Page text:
If your staff have more holiday than this (28 days including 8 bank holidays) you can pay them for the additional days but it is against the law to pay staff for holidays that they should take as their legal minimum right.

Can I take someone back on who I previously made redundant?

This is not unusual and is often a sign that the company is picking up again after a slump in trade or loss of a contract. If you had to make some important staff redundant you may well start by calling them back up if you find you can now start to grow the business again. Although it is usually much longer, providing there has been a break of at least 1 full week since the redundancy you can reinstate the employee without having to allow continuing employment from their original start date.

What should I do if I think the ‘banter’ is getting out of hand?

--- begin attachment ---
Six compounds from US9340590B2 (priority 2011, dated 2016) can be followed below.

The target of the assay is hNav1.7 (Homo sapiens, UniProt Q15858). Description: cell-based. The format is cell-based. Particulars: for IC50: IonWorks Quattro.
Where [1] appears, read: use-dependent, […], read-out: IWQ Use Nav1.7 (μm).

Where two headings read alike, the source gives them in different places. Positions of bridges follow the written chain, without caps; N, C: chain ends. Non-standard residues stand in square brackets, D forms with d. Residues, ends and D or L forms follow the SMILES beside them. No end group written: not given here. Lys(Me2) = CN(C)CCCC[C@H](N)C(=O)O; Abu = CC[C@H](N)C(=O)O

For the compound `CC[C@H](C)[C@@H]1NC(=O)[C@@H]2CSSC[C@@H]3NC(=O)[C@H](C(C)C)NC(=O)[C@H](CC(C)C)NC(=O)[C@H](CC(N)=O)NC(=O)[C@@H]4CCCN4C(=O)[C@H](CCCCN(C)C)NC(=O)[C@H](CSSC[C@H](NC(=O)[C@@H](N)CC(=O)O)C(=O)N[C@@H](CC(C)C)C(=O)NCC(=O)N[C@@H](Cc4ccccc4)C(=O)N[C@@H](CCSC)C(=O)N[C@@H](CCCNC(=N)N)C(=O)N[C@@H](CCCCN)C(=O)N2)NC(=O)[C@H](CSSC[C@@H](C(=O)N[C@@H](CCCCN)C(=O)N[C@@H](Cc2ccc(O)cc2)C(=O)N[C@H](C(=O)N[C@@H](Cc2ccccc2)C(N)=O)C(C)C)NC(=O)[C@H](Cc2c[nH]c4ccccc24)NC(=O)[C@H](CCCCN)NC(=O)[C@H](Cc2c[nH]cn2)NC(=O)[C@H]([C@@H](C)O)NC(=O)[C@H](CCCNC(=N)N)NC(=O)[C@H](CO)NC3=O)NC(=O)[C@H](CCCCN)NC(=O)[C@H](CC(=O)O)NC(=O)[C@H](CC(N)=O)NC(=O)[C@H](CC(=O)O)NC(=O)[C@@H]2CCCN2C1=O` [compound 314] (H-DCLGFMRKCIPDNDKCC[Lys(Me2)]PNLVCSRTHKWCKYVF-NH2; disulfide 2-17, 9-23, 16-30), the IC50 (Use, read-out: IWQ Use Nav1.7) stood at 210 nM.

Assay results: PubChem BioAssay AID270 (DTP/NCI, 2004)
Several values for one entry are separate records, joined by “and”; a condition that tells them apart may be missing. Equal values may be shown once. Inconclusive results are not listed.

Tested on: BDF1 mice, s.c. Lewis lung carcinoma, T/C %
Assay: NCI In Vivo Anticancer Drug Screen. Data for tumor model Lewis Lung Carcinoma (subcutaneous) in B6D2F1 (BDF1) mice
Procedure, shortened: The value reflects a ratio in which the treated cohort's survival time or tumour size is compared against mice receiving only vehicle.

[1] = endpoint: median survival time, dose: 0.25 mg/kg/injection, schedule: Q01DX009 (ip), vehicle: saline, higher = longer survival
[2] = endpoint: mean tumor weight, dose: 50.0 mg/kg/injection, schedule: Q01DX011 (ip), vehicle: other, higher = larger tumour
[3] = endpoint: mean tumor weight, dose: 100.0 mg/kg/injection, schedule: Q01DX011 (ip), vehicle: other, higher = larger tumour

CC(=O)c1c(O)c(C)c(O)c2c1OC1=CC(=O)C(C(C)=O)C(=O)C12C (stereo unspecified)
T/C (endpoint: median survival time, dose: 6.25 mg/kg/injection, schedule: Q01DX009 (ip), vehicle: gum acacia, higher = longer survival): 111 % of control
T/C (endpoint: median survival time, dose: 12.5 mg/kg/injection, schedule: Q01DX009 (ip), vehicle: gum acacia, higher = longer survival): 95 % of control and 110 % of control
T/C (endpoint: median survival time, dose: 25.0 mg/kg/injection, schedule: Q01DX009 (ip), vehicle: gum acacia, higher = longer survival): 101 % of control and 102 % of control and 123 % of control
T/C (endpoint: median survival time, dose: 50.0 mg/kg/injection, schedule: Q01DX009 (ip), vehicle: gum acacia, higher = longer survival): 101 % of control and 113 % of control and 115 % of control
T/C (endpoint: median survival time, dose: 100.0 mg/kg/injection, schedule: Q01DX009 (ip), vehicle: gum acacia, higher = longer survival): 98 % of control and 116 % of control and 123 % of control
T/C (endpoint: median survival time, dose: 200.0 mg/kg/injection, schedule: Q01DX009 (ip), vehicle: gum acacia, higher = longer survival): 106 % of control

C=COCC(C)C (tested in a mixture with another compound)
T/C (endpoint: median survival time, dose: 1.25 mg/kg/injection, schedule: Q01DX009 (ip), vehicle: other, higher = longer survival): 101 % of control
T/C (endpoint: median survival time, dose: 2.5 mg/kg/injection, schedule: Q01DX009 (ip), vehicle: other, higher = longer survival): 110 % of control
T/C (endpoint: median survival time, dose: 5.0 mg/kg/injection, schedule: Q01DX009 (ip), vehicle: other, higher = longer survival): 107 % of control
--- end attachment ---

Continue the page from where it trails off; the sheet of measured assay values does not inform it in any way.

Take action to bring things back to an acceptable level before you receive a complaint. If someone takes offence at how they are being treated, or how someone else is being treated, you could have a time consuming complaint to deal with, not to mention some unhappy staff.

If you have noticed it and have become concerned there is a good chance that someone else will feel the same. Dealing with it now before an official complaint will enable you to address it through training and education rather than the disciplinary route, after a complaint.

Are employers obliged to accept applications for voluntary redundancy?

No, the company may choose to invite employees to put themselves forward for voluntary redundancy, but the company can still reserve the right to refuse an application. You may wish to reject applications from employees in certain key roles, to retain a balanced, skilled workforce, or in the event that you receives more applications than you require.

When asking for volunteers for redundancy, you should make it clear and inform the employees that applications may be rejected.